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Ancient Egyptian Class System

Instructor: Kevin Newton

Kevin has edited encyclopedias, taught middle and high school history, and has a master's degree in Islamic law.

The Ancient Egyptians are one of the most revered ancient cultures around. However, their social order was just as steep as their pyramids. In this lesson, we'll take a look at the Ancient Egyptian class system.

Class in Ancient Egypt

For the Ancient Egyptians, class mattered. In fact, their society was shaped like the pyramids that dotted the banks of the Nile. At the very top, closest to the sun, was someone who was to be worshipped like a god. At the bottom was a large mass beaten by the heat and shiftless sands of the desert. However, in between there was still significant stratification. In this lesson, we'll learn about the multiple layers of Egyptian social classes.

The Pharaoh

Few titles in ancient history invoke as much prestige as Pharaoh, the Egyptian king. In addition to ruling one of the richest lands in the ancient world, he was also quite literally worshipped as an incarnation of the god Horus. However god-like he may have been, the Pharaoh still had plenty of responsibilities. To accomplish those, and have any chance of remaining on the throne, he had to call on the assistance of a large body of nobility.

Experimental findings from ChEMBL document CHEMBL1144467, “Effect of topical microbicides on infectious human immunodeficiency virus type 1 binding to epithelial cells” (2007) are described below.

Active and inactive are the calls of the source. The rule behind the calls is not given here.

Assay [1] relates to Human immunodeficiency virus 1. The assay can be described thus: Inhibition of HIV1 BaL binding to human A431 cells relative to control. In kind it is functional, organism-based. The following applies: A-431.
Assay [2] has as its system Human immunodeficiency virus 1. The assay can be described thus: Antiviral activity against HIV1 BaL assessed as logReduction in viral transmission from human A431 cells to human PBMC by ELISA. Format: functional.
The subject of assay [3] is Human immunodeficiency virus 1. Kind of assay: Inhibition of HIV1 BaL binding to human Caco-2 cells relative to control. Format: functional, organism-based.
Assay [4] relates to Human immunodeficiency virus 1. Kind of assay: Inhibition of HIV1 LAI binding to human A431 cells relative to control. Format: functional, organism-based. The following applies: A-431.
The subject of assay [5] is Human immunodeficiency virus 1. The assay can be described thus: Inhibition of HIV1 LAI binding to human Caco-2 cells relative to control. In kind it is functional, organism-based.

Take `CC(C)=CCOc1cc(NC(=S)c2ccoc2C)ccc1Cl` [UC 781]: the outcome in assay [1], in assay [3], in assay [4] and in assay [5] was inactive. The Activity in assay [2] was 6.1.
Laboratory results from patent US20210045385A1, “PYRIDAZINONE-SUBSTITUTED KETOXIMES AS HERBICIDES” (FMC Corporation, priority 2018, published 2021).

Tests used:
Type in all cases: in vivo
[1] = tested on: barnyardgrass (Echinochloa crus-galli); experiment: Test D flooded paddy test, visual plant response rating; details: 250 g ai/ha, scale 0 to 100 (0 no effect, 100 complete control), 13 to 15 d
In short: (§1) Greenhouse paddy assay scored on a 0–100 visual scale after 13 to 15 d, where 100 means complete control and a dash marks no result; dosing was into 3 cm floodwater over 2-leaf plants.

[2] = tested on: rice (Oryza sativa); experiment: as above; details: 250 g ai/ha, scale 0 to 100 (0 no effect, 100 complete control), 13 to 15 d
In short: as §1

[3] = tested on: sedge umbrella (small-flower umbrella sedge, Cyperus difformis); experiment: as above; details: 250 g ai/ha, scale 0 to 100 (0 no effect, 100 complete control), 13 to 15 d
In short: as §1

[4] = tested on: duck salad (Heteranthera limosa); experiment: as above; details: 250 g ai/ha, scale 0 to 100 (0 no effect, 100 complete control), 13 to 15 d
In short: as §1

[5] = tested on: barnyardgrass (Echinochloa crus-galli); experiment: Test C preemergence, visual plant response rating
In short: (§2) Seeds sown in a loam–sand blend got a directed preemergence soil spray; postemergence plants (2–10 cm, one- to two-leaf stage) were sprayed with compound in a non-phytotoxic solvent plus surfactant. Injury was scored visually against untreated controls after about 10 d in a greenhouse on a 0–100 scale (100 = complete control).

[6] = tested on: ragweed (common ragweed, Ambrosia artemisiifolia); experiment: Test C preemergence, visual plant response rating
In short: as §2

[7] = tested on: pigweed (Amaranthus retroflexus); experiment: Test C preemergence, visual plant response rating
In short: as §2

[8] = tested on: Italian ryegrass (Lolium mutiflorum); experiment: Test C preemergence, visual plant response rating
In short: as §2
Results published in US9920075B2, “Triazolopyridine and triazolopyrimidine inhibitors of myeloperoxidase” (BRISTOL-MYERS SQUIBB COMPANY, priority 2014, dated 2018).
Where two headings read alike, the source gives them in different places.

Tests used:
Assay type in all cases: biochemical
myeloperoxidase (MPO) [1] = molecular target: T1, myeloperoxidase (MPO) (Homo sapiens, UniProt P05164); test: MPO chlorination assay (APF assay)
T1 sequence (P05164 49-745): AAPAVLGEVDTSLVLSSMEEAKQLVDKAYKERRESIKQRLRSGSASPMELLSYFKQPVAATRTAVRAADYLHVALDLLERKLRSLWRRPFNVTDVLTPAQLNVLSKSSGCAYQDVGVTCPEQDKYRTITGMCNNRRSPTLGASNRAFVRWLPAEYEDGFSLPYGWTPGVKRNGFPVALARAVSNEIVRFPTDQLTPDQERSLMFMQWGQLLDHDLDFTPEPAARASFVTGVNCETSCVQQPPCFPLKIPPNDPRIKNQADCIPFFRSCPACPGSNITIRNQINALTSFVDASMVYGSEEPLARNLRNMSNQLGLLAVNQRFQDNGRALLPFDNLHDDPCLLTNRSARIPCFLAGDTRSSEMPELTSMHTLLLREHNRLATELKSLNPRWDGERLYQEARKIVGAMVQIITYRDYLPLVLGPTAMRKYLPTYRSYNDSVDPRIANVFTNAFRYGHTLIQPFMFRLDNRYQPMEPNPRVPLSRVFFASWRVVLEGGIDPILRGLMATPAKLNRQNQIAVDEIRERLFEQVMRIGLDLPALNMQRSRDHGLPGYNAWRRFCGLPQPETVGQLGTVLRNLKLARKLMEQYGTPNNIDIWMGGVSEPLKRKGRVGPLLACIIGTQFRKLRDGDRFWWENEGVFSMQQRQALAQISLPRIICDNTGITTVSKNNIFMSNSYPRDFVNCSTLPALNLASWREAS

Nobles

Like many ancient noble classes, Egyptian nobility tended towards one of two approaches. On one hand was the military leadership. Egypt was still a river valley, and that meant that it was easy to attack by a determined foe. In fact, Egypt was conquered on multiple occasions throughout its history, but considering that Egyptian history lasted for thousands of years, this was a testament to the ability of these commanders.

On the other hand were the priests, who were quite possibly more important than the commanders. Egypt was, save for the Nile, a desert. The prosperity of Egypt depended on the ability of the Pharaoh, through his priestly advisors, to predict the floods that reinvigorated the soil. In return for providing the Pharaoh with this ability, the priests were made one of the highest social classes, with plenty of lower-class individuals waiting to serve them.

Merchants and Scribes

While not nobility, merchants played a vital role in maintaining Egypt's power. After all, Egypt was largely an agricultural society, so the luxury goods and money had to come from somewhere! Egyptian merchants were well respected in society, even if they weren't considered nobility, and traveled as far as modern Turkey and Kenya on trading missions.

One group that straddled the divide between nobility and non-nobility were the scribes. Egypt is so well known to us mainly because of the writing left by these scribes, who mastered hundreds of symbols to write in Hieroglyphs. Even for the most lowly scribe, their life was still much more comfortable than those who came under them.

Farmers and Slaves

The overwhelming majority of Egypt's population was farmers. Remember, this was a society that relied on the Nile to provide its wealth, and someone had to be there to collect. However, being an Egyptian farmer wasn't such a bad thing. Farming was only intensive a few months out of the year. The rest of the time, you'd be assigned to a work unit to build everything from the Pyramids to grand temples.

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